Last week I went to London with friends to see an evening concert by the prog-rock ‘supergroup’ Transatlantic. The others were up for an adventure so I proposed going in the ZOE – though nearly regretted it due to problems with planning charging for the return journey. I spent a lot of time planning routes and charging locations but couldn’t get past the problem that according to the Electric Highway website many of the fast chargers were broken.
I called the Ecotricity helpline and had a conversation that was rather like last time, except much shorter:
- “Can you confirm that all the fast chargers between Northampton and London are offline?”
- “One moment… Yes, that’s right.”
- “Can you suggest options?”
- “The medium charger at Newport Pagnell and the fast charger at IKEA Wembley are working.”
Given that IKEA was off the route, I was starting to get worried that the trip would be a disaster. Among the many hours of research on charging possibilities around the Highgate/Kentish Town area, I discovered the following wonderful nuggets of information:
- There are two slow charger bays at the Royal Free Hospital – but they are in short term parking so there is a charge of “£1.50 for 20 minutes. No return within 2 hours”.
- There is a slow charger in the Waitrose car park next to Edgware tube station – but a barrier comes down a 9.30pm and isn’t opened again until the next morning.
- There are supposedly medium chargers recently installed at High Barnet and other end-of-line tube stations, according to online news releases. However, they don’t show on the station websites or on charge point maps like Zap-Map so I didn’t trust that they were operating yet.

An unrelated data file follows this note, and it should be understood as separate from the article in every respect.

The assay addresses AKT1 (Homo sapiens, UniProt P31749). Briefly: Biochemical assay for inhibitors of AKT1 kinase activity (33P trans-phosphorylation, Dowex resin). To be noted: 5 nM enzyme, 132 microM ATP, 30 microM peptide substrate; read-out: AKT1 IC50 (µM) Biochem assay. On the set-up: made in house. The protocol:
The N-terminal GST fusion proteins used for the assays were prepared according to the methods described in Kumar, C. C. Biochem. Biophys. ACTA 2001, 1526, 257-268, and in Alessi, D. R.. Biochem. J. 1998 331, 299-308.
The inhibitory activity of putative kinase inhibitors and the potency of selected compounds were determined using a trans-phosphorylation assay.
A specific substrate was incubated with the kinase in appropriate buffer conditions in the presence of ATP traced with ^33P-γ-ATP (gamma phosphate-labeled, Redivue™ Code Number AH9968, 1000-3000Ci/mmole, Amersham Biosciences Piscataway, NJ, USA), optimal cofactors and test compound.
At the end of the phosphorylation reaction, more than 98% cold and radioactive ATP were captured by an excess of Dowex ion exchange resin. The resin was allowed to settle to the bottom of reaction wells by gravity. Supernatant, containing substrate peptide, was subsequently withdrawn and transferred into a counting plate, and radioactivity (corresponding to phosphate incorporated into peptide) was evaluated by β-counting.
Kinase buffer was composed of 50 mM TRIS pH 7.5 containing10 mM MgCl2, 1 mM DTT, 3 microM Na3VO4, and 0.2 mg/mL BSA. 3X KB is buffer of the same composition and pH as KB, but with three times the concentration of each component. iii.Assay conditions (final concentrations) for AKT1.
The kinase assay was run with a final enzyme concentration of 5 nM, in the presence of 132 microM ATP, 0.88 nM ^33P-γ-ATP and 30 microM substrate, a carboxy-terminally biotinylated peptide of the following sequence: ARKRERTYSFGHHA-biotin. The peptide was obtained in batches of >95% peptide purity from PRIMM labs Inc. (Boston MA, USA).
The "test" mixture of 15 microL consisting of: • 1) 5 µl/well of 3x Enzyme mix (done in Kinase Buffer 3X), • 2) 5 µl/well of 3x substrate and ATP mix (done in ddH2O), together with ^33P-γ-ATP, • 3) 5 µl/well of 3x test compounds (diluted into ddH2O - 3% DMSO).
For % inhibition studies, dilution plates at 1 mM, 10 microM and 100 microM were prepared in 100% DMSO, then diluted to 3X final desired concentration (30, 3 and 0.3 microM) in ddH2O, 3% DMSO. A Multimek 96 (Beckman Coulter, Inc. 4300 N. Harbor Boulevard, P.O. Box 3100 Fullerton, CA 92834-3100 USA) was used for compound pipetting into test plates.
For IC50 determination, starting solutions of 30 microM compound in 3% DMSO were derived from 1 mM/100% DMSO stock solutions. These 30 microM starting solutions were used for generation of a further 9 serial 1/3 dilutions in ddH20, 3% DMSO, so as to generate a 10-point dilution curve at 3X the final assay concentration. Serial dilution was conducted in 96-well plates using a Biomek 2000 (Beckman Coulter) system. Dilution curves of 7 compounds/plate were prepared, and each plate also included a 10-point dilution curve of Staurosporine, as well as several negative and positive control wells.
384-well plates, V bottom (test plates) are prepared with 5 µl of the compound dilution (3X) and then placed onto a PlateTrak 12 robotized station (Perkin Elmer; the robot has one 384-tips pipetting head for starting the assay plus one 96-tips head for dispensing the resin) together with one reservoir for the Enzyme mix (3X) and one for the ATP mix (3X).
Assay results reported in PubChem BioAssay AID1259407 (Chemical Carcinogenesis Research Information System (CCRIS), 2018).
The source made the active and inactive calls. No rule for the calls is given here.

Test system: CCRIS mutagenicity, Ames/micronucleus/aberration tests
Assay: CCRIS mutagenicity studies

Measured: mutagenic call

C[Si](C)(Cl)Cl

- There are lots of private car parking spaces with chargers on the ParkAtMyHouse website – but they virtually all have the older Type 1 connector, not compatible with the ZOE. Plus the site doesn’t have a way to search for spaces with charge points – you have to check every one individually – so it’s largely useless.
Anyway, I decided to take a chance and headed out. I had found a public charge point in a side road near the venue, and if that didn’t work out we could return via the medium charger at South Mimms services – a bit of a detour, but acceptable as a backup. Nonetheless, I drove in Eco mode at about 58mph, and we topped off at the Newport Pagnell medium charger, to eke out the range as much as possible.
In fact it worked out fine. Apart from getting to the parking spot just as an ICE was taking it (fortunately they took the hint and pulled out again), we arrived and plugged in without a problem. On returning to the car after the concert it was fully charged (in fact, I expected that as I had been monitoring it on and off during the concert on my smartphone) and we drove back to Northampton happy.
We had a couple of issues on the way back – the bottom end of the M1 was closed for road works, and we travelled much of the way in fog – but I was still confident enough to drive home at 70mph, and got back with about 3 miles of range to spare.
Where previously I relied on fast chargers only, and avoided slow public chargers, this time I had succeeded at a long trip by doing the opposite – avoiding fast chargers and relying on a single slow public charger.